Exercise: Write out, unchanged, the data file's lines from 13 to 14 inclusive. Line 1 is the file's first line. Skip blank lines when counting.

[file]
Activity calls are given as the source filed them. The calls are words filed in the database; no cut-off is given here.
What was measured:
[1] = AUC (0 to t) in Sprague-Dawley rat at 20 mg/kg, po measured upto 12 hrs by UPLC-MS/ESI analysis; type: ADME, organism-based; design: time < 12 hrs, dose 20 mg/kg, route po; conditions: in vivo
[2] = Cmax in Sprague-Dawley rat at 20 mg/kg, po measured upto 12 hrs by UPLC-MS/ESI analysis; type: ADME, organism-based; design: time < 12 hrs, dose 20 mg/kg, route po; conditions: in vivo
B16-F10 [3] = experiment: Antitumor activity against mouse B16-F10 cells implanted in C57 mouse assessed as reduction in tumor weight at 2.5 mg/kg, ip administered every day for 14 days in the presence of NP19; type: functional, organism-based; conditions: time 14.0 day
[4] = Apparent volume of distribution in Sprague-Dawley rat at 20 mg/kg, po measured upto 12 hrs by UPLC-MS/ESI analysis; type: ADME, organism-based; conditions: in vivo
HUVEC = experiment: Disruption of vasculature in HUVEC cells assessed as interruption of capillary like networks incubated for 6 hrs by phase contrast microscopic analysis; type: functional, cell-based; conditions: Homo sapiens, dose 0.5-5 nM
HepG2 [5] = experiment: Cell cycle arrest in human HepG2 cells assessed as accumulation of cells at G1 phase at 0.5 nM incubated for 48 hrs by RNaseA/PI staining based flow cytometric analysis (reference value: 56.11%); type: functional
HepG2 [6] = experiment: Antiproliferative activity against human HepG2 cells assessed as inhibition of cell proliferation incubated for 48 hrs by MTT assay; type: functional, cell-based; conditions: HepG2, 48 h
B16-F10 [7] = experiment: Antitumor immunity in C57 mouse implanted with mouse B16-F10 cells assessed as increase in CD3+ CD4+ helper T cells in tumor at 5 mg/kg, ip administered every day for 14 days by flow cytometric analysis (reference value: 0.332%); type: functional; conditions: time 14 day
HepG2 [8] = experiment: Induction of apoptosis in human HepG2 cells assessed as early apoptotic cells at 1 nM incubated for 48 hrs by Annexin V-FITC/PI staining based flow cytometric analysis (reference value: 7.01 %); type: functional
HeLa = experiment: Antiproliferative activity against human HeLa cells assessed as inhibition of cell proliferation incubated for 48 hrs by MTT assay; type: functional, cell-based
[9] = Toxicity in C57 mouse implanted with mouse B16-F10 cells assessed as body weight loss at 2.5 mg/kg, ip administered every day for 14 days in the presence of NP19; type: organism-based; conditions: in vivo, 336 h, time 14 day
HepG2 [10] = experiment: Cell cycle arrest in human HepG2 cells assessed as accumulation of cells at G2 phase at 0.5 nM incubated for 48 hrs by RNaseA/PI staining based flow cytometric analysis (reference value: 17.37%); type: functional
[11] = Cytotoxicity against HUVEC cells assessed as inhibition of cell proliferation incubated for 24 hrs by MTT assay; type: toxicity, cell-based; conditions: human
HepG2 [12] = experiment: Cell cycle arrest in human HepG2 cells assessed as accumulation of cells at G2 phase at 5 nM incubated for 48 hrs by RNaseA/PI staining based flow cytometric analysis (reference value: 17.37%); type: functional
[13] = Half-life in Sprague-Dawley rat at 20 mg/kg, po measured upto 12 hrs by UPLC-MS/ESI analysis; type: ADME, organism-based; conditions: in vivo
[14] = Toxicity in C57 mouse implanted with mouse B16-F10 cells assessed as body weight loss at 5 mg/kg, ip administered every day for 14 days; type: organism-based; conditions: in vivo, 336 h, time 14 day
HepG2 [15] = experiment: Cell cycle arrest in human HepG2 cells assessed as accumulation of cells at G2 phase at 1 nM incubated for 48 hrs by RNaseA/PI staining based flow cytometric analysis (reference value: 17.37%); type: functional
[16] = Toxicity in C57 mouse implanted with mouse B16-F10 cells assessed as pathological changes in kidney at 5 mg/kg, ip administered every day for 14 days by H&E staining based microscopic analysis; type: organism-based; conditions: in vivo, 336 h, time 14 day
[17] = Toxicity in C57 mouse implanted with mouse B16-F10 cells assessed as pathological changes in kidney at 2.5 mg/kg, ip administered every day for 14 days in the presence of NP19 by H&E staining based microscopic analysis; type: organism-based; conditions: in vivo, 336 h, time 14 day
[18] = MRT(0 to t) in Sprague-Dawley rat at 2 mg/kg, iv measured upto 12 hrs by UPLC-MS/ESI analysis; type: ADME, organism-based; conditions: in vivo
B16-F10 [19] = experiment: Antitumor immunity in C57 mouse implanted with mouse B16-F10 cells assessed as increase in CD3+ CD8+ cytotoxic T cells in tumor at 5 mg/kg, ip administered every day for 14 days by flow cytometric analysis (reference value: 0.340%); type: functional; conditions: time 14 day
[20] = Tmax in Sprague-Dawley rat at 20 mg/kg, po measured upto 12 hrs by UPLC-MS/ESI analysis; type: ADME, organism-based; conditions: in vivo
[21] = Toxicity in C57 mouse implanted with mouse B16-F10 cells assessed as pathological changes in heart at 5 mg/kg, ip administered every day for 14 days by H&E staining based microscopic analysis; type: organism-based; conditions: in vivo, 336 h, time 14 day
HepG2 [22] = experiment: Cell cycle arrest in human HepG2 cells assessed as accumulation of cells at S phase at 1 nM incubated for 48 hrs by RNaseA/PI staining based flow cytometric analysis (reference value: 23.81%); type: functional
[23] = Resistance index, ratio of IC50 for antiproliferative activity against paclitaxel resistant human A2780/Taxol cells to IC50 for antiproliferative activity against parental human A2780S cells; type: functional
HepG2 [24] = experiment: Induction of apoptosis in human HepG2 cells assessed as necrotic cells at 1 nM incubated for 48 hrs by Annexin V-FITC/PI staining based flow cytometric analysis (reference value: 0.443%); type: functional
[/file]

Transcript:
[9] = Toxicity in C57 mouse implanted with mouse B16-F10 cells assessed as body weight loss at 2.5 mg/kg, ip administered every day for 14 days in the presence of NP19; type: organism-based; conditions: in vivo, 336 h, time 14 day
HepG2 [10] = experiment: Cell cycle arrest in human HepG2 cells assessed as accumulation of cells at G2 phase at 0.5 nM incubated for 48 hrs by RNaseA/PI staining based flow cytometric analysis (reference value: 17.37%); type: functional